I’m back to the grind of classes, which means more free business school lessons for you. Here are the highlights from this week:
Accounting is an art, not a science. Numbers? Ledgers? T-accounts and balance sheets? Accounting sounds like a science to me and at least one of my classmates described it that way this week. And that’s when my new accounting professor – who was an art history major – set him straight.
“I believe we’re in an art class,” she said. “There’s no science in accounting class.”
As an art-loving poet, that was music to my ears.
She went on to tell us how applying the rules of accounting is an art since there isn’t detailed guidance on how to do every, single, little thing. Good accountants try to paint an accurate, complete picture of a company.
Don’t die rich – die in debt! Macroeconomics class is about GDP, inflation rates and unemployment. But it’s also about fun micro life takeaways like this one. We were graphing income and consumption across a person’s life. You start out with no income (babies can’t earn) and when you grow up, you earn more than you consume (assuming, of course, you’re not the average American with a negative savings rate). Then, in theory, after you retire, you live off the nest egg you squirreled away.
The ultimate, perfect economic goal, according to my professor? Spend it all – and then some – before you croak. In the United States, children aren’t liable for their parents’ debt so there’s no need to worry about harming your own kin. The purely economic view says if you want to maximize your personal enjoyment and minimize your personal down side, die in the red.
Few things are funnier than a grown man in a Big Bird costume. My section has a mascot, a very old, much beloved Big Bird plush toy. Because the other sections are jealous of our obvious superiority, they try to steal the bird and this year they succeeded. On Friday we got the bird back by performing the Sesame Street song in front of the school with our section rep (formerly a well-respected member of the work force) dressed as Big Bird. It was juvenile, ridiculous,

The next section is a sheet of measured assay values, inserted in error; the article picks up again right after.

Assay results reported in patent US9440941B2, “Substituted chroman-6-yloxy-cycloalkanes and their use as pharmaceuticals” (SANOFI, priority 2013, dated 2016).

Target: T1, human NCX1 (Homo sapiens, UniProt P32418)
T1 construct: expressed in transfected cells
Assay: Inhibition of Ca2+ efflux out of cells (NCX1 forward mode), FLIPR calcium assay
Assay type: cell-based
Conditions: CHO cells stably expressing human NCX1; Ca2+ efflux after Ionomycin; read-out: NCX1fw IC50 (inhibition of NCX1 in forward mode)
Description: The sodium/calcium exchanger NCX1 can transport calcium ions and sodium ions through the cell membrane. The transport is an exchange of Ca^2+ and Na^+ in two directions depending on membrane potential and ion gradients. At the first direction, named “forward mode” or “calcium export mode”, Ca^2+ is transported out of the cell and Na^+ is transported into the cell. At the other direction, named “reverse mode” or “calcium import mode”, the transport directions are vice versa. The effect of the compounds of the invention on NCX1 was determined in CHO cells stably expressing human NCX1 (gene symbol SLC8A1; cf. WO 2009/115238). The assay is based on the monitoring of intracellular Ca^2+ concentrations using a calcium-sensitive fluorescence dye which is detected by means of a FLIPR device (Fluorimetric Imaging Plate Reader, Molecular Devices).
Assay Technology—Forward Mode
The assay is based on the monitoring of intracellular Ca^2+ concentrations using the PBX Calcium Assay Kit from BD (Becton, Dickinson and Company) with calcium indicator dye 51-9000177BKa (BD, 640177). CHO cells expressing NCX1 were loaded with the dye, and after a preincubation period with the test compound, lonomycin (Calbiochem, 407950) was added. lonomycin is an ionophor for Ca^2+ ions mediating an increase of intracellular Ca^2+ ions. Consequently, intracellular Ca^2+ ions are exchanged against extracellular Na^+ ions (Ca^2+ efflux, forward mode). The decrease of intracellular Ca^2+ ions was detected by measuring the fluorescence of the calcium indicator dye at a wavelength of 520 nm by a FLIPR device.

embarrassing – and a whole lot of fun. And when you’re working 16 hours a day, you need to blow off a little steam.
It’s OK to take a vacation. I can’t really take a vacation until Thanksgiving, but I desperately felt I needed one this week. After rolling straight from exams into classes, I could feel burnout setting in. Luckily another Darden student was kind enough to invite me up to her family’s mountain cabin for the weekend and even though I should have been doing case work/networking/housework/errands, I went. It worked miracles. One day and night in the wood, far from cell phone signals and high-speed Internet, felt like a week’s vacation. Just looking at the gorgeous leaves was therapy. Eating homemade apple pie and roasted chicken didn’t hurt either.